Nation-building not on Kenney’s immigration agenda

Immigration minister Jason Kenney’s massive overhaul of the immigration system — he thinks he can get it done in 18 months — has massive implications for cities like Vancouver, but don’t look for any consultation. Minister Kenney is simply going to get it done.

The problems he’s identified are real. The backlog must be reduced. Refugee claims are increasing from areas we don’t usually associate with civil strife or human rights abuses. There’s a mismatch between labour market needs and those arriving in the current system.

But the Conservatives aren’t reforming the system so much as eliminating it. By putting employers in the driver’s seat and the minister in charge of refugee determinations, the backlog and labour market issues are eliminated at stroke. As for the people hoping to arrive under each program, well, tough.

As I argue in this column in the current Business in Vancouver, this may be “transformational change,” but it’s not nation-building:

Jason Kenney’s crusade to bring “transformational change” to Canada’s immigration system is beginning to look more like the virtual elimination of the system as we know it.
The changes under consideration are so profound that leaders of immigrant-serving organizations are overwhelmed.
The current system is far from perfect, but hundreds of thousands of new Canadians have used it successfully to start new lives while they help build our country.
The current focus is citizenship. Kenney’s exclusive focus is the labour market. His proposals are neither an immigration policy, nor an economic development strategy.
Any fundamental change requires careful consideration, but consultation seems to be the last thing on the minister’s mind.
Kenney started slowly enough with a December edict prohibiting citizenship for Muslim women who refuse to lift their veils for immigration bureaucrats when they take the oath. No example of such a refusal has been identified.
Now the energizer bunny of the Harper cabinet is on a roll.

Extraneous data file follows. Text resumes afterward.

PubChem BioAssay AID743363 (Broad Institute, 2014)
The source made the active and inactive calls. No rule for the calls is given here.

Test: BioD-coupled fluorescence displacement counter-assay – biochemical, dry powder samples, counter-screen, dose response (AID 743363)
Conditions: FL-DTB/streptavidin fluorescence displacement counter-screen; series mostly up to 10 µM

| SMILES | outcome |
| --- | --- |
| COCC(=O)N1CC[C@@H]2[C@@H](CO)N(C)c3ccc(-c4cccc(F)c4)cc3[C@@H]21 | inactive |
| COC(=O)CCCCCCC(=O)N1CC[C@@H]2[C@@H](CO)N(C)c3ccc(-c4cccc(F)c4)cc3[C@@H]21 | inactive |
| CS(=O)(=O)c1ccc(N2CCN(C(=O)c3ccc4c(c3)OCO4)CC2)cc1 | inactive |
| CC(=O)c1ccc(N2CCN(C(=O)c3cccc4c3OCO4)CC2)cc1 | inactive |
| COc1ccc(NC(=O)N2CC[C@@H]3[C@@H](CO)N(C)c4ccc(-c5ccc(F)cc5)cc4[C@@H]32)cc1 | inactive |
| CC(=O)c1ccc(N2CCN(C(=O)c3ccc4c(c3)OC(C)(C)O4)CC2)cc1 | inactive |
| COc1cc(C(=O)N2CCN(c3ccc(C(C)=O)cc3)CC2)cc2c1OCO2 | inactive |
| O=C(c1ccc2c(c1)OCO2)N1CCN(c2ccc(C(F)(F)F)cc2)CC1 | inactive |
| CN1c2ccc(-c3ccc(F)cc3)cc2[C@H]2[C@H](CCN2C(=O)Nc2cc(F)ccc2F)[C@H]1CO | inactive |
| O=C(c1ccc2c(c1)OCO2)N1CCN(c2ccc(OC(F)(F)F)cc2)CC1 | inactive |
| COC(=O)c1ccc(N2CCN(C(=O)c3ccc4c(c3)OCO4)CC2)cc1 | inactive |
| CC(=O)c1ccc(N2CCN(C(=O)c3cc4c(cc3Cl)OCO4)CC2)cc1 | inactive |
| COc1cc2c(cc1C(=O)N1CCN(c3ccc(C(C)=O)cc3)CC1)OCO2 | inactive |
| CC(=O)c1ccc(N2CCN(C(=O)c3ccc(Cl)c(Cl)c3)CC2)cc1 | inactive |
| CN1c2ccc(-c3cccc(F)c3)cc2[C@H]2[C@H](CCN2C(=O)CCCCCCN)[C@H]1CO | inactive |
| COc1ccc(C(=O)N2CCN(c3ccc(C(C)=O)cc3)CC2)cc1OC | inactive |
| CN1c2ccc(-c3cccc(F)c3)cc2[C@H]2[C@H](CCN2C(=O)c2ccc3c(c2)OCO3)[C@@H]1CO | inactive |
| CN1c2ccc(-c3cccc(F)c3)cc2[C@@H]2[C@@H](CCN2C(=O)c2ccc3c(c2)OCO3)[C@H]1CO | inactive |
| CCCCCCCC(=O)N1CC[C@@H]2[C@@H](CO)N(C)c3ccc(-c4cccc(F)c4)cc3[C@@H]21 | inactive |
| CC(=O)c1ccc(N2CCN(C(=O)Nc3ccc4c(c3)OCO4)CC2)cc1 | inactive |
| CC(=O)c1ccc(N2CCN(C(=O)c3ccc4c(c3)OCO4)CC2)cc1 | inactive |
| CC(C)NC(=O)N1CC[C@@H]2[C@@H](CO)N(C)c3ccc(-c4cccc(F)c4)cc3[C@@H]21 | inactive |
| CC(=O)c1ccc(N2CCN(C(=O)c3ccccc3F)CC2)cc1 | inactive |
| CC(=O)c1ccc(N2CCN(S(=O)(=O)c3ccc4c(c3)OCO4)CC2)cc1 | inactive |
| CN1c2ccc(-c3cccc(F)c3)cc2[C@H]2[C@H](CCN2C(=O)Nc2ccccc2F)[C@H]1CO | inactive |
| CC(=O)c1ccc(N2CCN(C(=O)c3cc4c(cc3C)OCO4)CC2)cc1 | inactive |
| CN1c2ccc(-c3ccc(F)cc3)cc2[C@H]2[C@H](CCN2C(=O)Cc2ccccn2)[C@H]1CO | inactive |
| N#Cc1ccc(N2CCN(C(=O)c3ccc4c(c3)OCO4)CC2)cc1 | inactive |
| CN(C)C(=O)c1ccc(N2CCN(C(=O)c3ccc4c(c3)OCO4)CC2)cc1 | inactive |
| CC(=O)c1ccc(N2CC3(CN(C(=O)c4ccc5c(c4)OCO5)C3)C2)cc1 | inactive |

Kenney’s keynote speech March 7 to the Economic Club of Canada proposed changes so sweeping that long-time observers aren’t sure what will be left when Kenney is done.
Promoted as business-friendly and good for the economy, the Kenney proposals cover everything from refugee claims to family reunification and economic immigrants.
His most startling suggestion: to eliminate the waiting list, now unacceptably long, by abolishing it at a stroke.
From now on, employers would pick immigrants from a single global pool, give priority to those with fluency in English or French, and bring them to the head of the line.
Potential immigrants who have been languishing on the waiting list for years could simply be out of luck unless they can find a boss to bring them in. (On the other hand, those wanting to speed the arrival of relatives to Canada could just hire them, whether they meet broader economic needs or not.)
“The minister’s statements certainly herald dramatic changes,” says Eyob Naizghi, executive director of Mosaic, one of BC’s largest and oldest immigrant-serving non-profits. “But not only is it not clear what is proposed, it’s not clear how it may be implemented.”
If employers pick immigrants, rather than the government, the immigration system will become a labour pool and nothing else.
Rather than invest in education, skills and training for Canadian workers to support a made-in-Canada economic strategy, Kenney would let individual employers skim the cream of skilled workers from other nations and simply ship them home when they were no longer needed.
“Frankly,” says Kenney, “the employer knows better than a big bureaucracy whose skills are needed and will be relevant to the Canadian labour market the minute they arrive.”
But those workers will be accessible only to employers with the size and resources to do their own recruiting. Smaller businesses will be shut out, unless they want to take a chance on the private recruiters who would undoubtedly flourish under such a scheme.
The Kenney proposals would also effectively wipe out the current Provincial Nominee Program, leaving the provinces and employers to forage for workers in this single global pool of workers.
What happens when an employer lays off or terminates a worker? Presumably those employees are deported unless, as Kenney suggested in one speech, their skills qualify them for permanent residence.
It’s hard to imagine more fertile ground for corruption and kickbacks. Even Fraser Institute economist Herb Grubel, a harsh critic of the current system, warns that tough regulations will be needed to ensure unscrupulous employers don’t cheat.
Canada’s current immigration system is based on the belief that providing opportunity for immigrants will expand prosperity for all Canadians. Kenney’s proposals head in the opposite direction, making individual employers’ short-term needs the top priority.
That’s no way to build a country.